Calling military suicide rates unacceptable, Sen. Kirsten Gillibrand on Sunday called on the U.S. Department of Defense and the U.S. Department of Veterans Affairs to make it easier for active-duty members and veterans to access mental health services.
During a news conference at her Manhattan offices, Gillibrand (D-N.Y.) also called on the Defense and Veterans Affairs departments to provide greater assistance to vets as they transition from military service to civilian life.
“This is a national crisis and we are simply not doing enough to stop it,” said Gillibrand, who put her concerns about veterans and mental health in a letter she sent to Veterans Affairs Secretary Robert Wilkie and Defense Secretary Mark Esper.
More than 45,000 veterans and active-duty service members have died by suicide in the past six years, Gillibrand said. The numbers spiked to a five-year high in 2018, she said.
“The numbers are going in the wrong direction,” Lindsay Rodman of the Iraq and Afghanistan Veterans of America said at Gillibrand’s news conference. “We need to be doing more to address the needs of veterans in transition."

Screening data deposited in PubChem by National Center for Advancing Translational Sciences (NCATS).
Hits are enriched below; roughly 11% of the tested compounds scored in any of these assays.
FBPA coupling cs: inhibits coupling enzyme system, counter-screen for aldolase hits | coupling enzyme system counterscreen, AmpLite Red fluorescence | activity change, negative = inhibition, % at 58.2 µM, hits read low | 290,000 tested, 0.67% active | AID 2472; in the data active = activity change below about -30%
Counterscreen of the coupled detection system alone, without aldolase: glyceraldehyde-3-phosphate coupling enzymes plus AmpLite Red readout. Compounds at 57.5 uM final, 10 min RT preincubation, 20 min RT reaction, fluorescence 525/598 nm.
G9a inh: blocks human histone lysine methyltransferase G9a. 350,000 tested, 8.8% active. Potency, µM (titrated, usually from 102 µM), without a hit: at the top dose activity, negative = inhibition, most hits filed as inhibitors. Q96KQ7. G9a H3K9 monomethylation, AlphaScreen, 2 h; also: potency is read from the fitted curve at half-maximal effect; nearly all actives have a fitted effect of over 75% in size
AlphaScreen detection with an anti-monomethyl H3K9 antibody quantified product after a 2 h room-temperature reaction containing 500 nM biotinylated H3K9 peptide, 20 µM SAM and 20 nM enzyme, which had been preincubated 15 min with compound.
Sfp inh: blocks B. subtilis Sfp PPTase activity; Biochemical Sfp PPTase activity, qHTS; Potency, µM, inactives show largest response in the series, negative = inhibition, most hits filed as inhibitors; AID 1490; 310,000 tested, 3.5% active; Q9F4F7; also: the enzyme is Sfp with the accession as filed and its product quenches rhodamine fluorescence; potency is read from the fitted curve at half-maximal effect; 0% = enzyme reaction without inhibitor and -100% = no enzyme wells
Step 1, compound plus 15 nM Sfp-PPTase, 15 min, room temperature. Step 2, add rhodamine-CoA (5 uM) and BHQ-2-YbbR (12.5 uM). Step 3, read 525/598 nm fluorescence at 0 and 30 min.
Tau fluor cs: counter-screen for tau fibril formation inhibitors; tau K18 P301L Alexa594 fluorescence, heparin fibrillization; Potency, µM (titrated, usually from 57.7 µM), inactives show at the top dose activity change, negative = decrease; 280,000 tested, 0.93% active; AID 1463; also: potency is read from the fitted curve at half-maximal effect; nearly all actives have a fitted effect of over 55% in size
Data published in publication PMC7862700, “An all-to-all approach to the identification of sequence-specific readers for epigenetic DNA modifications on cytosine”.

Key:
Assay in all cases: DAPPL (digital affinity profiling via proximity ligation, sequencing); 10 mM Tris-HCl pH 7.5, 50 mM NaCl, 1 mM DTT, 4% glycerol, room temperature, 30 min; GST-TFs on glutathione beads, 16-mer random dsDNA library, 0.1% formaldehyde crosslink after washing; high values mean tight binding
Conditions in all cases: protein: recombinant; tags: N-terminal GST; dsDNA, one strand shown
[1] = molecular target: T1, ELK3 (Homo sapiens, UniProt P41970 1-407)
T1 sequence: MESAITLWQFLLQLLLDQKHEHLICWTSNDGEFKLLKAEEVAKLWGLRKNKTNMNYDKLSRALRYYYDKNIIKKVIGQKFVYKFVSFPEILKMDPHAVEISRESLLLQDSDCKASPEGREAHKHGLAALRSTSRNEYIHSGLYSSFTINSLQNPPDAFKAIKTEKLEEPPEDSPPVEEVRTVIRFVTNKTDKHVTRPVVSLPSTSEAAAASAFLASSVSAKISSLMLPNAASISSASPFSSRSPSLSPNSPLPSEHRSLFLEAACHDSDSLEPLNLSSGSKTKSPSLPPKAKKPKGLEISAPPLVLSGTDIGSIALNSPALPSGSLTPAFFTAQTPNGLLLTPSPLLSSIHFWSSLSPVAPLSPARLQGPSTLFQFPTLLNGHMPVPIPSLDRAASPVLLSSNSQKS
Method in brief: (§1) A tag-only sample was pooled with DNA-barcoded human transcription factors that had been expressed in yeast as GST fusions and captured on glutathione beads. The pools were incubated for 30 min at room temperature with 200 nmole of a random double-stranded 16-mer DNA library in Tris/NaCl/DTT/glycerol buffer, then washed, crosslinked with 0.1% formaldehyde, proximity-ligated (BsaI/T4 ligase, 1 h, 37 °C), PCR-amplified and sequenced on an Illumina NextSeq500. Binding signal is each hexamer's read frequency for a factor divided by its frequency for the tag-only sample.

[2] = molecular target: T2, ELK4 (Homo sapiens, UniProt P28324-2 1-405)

Gillibrand said she will ask the military to review rules requiring service members to report visits to mental health professionals to their commanding officers. She said the rules are unnecessarily vague and many active-duty sailors and soldiers don’t seek mental health help because they believe it will hinder their careers.
Gillibrand also called on the VA and the Defense Department to build a comprehensive transition program — including internships, reintegration programs and on-the-job training — that helps veterans make the leap from active-duty service to civilian life.
Gillibrand said veterans who have left the service in the past year are 2.5 times more likely to die by suicide than their active-duty counterparts.
Elizabeth R. OuYang, former president of the New York chapter of the Organization of Chinese Americans and an advocate for Pvt. Danny Chen, said it was important for the military to eliminate the stigma of mental illness She said Chen, a New York resident who killed himself in Afghanistan in 2011 after enduring weeks of racist hazing and bullying from colleagues, may still be alive if he had somebody to talk to.
“Our soldiers who risk their lives for all Americans deserve access to mental health care without fear of reprisal or stigma,” OuYang said.